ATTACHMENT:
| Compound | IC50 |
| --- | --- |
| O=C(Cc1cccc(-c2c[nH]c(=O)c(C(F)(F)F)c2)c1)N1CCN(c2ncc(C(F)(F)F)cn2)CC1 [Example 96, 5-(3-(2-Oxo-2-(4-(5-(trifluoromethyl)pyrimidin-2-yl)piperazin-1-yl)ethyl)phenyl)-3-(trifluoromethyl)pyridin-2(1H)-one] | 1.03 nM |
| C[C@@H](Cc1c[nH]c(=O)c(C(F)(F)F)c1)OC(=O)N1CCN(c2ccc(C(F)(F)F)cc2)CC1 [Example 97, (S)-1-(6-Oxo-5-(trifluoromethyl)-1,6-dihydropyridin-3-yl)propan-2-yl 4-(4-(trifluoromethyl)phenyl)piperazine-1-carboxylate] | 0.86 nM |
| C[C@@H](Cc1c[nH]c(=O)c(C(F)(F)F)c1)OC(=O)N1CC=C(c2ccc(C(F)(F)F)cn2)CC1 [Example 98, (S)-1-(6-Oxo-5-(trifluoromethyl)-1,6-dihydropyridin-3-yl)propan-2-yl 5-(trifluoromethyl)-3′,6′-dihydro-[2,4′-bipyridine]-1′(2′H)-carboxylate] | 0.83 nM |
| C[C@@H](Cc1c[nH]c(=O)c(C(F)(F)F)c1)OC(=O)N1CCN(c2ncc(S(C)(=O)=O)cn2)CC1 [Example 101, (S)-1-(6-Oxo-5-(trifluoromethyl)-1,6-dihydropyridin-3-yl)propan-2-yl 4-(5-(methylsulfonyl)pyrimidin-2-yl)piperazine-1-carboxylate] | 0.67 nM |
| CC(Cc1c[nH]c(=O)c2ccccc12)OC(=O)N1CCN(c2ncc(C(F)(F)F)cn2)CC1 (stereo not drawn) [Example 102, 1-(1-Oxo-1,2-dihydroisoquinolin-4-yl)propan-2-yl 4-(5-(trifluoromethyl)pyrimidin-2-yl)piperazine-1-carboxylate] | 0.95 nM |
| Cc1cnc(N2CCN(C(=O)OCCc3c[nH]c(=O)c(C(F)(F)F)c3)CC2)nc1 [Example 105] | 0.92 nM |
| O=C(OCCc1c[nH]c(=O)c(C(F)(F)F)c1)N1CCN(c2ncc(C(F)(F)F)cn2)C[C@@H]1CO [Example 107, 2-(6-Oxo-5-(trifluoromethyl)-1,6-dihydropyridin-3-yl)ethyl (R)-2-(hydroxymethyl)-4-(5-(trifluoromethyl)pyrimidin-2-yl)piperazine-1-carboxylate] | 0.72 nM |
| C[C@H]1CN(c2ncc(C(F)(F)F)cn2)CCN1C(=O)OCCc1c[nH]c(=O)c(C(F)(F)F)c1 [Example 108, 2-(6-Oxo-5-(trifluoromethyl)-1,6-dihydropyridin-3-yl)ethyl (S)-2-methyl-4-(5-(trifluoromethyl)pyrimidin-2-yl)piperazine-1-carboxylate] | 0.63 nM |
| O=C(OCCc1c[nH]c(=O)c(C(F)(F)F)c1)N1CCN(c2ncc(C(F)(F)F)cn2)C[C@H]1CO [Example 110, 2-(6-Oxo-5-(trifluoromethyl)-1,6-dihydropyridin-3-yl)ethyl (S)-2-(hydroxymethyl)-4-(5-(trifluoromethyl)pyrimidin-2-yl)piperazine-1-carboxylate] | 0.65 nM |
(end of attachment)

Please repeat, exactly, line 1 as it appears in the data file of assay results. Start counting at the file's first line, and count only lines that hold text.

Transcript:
| Compound | IC50 |